Meet Your Mentor.


Our Faculty – Inspiring Leaders

Caspersen School of Graduate Studies faculty are leaders the humanities, social sciences, poetry, medicine, education and more. They are active scholars, artists and scientists. They lead by example, but they also are generous mentors. You’ll make one-on-one connections and discover they want you to be their colleagues—not just their students.

See a sampling of our stellar faculty members here.

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See Full Faculty List by Program

History & Culture

Caoimhín De Barra

Assistant Professor for Irish History and Culture

Caoimhín De Barra (PhD, University of Delaware) joined the Drew University faculty in the fall of 2014. A native of Blarney in Cork, Ireland, De Barra's doctoral research focused on how nationalists in Wales and Ireland defined themselves in relation to their Celtic “other” at the turn of the twentieth century, studying each other and borrowing ideas from one another in seeking to forge new political and cultural movements in their respective nations. His main scholarly area of interest is in the field of identity formation, especially the development and evolution of national and regional identities in Ireland, Britain and Europe, on the basis of different accents, dialects and languages. He also has a strong interest in comparative and transnational history. His published research has compared efforts to revive the Hebrew and Irish languages, as well as the influence of the Welsh language on the development of Irish cultural nationalism.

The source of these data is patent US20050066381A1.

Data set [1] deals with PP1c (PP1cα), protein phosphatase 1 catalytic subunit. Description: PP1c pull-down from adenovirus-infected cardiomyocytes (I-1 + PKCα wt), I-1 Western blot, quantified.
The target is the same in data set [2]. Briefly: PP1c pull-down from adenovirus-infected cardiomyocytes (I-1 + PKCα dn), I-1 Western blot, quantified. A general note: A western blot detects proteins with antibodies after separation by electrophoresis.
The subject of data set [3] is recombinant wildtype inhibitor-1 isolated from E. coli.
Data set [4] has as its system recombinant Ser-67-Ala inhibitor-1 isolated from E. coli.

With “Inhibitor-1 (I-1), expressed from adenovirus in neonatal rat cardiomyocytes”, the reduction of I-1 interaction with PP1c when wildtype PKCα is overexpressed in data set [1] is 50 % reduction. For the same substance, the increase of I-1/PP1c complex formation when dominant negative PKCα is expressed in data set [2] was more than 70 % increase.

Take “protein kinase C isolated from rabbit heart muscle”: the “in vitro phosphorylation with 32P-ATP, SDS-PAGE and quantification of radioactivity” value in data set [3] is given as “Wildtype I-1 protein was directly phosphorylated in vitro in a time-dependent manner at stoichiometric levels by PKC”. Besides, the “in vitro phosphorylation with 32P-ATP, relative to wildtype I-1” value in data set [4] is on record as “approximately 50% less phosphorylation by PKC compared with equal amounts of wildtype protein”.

Arts & Letters

Jonathan Golden

CRCC Director and Assistant Professor of Religious Studies